EWG offers you popular, easy-to-use guides to help you choose products and foods that are free of toxic ingredients, safe for your children and environmentally friendly.
Banning or restricting toxic chemicals one at a time is like fighting the mythical hydra: For each head cut off, multiple replacements appear that may be just as hazardous. There's no better example than PFCs, the nonstick chemicals used in DuPont's Teflon and many other consumer products.Read More
On Valentine's Day, sweethearts bestow millions of lipstick-stained kisses. But those smooches could include a dose of lead.Read More
Here’s some news you can use as you begin your weekend.Read More
Target made a giant commitment to the better beauty movement by adding W3LL PEOPLE, one of the leading nontoxic cosmetics companies in the country, to store shelves. W3LL PEOPLE has more than 30 products that carry the EWG VERIFIEDTM seal, the gold standard for health and wellness in the personal care aisle.Read More
Many of the supplies we use to clean and freshen our homes and workplaces contain ingredients that could harm our health or the environment. Some products use ingredients that have been linked to accidental poisonings, asthma, skin allergies, reproductive impacts, birth defects and cancer.
State Sen. Ricardo Lara, D-Bell Gardens, introduced legislation today to require manufacturers to disclose the ingredients in cleaning products used by consumers and professional cleaning workers. If the bill passes, it would be the first such law to take effect in the nation.
For decades, federal regulations have let companies use the word “fragrance” on soap, shampoo, skincare and other personal care product labels to hide the identity of multiple chemicals, many of them linked to allergies or other health effects. For the most part, personal care product companies and fragrance manufacturers have resisted calls for disclosure, and “fragrance” has remained a black box for hundreds of chemicals in thousands of everyday products.Read More
When it comes to eating holidays, Super Bowl Sunday comes in second only to Thanksgiving, with some reports suggesting that the average football fan consumes more than 2,400 calories during the game! That’s a pretty big number, even by linebacker standards. If you want to stay clear of nutritional penalties while still scoring a touchdown for great snacks with your guests, try these plays.Read More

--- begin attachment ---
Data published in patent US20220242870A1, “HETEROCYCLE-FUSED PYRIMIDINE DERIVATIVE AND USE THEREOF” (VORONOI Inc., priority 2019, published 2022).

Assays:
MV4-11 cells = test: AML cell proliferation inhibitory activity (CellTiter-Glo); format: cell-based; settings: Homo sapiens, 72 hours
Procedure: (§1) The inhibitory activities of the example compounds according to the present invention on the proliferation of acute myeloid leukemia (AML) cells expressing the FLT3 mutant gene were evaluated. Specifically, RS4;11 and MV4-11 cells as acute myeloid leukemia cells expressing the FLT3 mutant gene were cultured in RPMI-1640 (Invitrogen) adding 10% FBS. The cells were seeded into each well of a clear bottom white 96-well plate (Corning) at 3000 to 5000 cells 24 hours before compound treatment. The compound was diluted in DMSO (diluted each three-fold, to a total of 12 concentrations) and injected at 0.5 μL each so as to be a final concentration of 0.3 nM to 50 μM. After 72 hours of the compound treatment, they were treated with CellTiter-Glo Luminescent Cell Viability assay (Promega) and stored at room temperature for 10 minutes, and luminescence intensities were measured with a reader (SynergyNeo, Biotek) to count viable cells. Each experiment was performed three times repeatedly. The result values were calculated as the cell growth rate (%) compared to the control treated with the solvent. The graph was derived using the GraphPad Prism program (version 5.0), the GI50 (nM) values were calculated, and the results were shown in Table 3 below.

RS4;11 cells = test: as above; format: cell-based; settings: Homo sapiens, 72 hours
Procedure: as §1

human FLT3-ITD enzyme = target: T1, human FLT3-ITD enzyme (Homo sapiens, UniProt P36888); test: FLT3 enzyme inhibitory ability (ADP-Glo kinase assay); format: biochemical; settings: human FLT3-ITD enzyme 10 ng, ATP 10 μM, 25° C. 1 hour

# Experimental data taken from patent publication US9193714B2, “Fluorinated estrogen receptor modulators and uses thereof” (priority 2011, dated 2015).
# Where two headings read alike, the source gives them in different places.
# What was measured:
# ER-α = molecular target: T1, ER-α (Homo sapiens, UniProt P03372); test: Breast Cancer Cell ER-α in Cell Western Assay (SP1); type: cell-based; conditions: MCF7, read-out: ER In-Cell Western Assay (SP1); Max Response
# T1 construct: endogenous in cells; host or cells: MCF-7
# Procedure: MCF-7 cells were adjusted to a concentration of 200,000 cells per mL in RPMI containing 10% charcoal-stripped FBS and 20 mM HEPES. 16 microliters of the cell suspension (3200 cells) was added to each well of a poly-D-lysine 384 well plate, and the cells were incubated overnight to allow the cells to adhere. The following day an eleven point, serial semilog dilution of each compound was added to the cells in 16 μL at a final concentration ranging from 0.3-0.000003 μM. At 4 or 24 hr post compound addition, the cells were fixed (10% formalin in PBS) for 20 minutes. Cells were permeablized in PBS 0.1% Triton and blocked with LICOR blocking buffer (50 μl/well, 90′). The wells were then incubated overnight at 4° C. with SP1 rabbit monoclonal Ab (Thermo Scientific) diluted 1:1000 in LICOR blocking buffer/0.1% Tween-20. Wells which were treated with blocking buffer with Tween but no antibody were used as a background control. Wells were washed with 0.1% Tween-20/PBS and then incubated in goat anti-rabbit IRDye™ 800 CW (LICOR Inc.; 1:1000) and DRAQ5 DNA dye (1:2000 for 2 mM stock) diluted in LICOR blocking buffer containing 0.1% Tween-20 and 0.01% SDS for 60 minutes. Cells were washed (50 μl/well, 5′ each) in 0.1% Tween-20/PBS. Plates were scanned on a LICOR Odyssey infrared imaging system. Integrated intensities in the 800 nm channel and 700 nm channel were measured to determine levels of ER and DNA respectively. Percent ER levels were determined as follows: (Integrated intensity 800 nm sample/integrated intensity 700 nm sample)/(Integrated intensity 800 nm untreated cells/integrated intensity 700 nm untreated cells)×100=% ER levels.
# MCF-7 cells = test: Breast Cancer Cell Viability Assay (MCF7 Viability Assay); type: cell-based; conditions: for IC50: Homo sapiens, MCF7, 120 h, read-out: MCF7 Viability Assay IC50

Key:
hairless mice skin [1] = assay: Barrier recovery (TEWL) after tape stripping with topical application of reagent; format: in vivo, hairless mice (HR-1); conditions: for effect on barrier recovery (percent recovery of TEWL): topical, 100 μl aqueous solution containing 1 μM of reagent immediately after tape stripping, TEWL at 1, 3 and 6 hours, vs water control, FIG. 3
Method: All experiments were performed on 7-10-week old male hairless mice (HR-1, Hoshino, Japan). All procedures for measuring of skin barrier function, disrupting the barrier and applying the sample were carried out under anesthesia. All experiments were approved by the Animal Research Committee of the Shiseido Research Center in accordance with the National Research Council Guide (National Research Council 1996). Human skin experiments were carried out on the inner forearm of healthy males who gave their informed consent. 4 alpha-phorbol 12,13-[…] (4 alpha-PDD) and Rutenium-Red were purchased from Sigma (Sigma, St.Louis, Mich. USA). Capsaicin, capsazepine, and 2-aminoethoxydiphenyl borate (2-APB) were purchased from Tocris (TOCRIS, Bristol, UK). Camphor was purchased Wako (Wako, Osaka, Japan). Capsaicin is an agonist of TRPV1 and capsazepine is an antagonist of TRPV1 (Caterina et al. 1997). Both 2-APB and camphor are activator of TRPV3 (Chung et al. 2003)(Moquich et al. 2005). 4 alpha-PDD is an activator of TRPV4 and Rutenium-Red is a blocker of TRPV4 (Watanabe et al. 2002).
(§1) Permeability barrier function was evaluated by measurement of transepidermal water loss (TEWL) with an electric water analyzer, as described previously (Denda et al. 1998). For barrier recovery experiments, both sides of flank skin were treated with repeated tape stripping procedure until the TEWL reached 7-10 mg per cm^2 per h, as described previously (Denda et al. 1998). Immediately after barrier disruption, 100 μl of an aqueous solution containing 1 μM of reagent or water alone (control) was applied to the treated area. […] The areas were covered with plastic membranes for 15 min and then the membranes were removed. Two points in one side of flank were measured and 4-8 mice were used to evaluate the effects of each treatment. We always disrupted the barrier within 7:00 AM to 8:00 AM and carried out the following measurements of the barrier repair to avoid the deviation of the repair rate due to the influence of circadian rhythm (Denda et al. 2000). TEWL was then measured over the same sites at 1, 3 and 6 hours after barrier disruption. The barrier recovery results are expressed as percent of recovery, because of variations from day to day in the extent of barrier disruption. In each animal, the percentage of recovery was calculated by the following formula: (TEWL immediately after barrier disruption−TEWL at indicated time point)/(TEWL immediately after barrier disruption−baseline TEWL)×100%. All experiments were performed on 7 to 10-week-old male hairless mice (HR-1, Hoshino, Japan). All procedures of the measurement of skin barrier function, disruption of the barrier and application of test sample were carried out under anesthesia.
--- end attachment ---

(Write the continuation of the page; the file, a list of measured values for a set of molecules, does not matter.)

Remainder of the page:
This morning EWG released a report, which showed that many fast food chains nationwide still use food wrappers, bags and boxes coated with highly fluorinated chemicals.Read More
Today’s decision by Target to require full ingredient disclosure from its suppliers by 2020 is great news for consumers, said EWG President Ken Cook.
Last weekend, EWG reported that after taking $40,000 in campaign contributions from poultry industry interests, Oklahoma Attorney General Scott Pruitt – President Trump's nominee to head the Environmental Protection Agency – stymied cleanup of a protected river polluted by factory farms’ chicken manure. The New York Times cited EWG’s work and Sen. Cory Booker, D-N.J., grilled Pruitt on his connection to the polluted river during the Senate confirmation hearing.Read More
The EWG VERIFIED™ program now features 833 top-rated personal care and cosmetics products, allowing consumers to quickly spot items that meet stringent ingredient and transparency requirements.
EWG's scientists and researchers work hard to give us the tools to limit our exposures to harmful chemicals. A great place to start is with personal care products.Read More
Today the Environmental Working Group and Women’s Voices for the Earth sued the Food and Drug Administration for its failure to protect the public from dangers associated with popular hair straightening treatments.
This week was another busy one for folks at EWG. We released a report documenting some troubling facts about cosmetics products marketed to Black women. And we weighed in on President-elect Donald Trump’s decision to have an ardent anti-environmentalist and climate change denier oversee public health and environmental protection for the next four years.
Every day, people apply cosmetics and other personal care products to their skin and hair. The average American woman uses 12 personal care products a day, exposing herself to 168 different chemicals. The average man uses six products a day, containing 85 unique chemical ingredients.
In a growing market for Black cosmetics, Black women nonetheless have limited choices for products that score low in potentially harmful ingredients, an EWG analysis of more than 1,100 products found. Because black women appear to buy and use more personal care products, the limited options could mean they are being exposed to more potentially hazardous chemicals.
Heading into the holiday season, there was some good news out of the EPA. The agency listed the first batch of toxic chemicals it will tackle, which includes asbestos. Also this week, EWG took part in a forum to discuss how Congress and the Trump administration will shape the next farm bill.Read More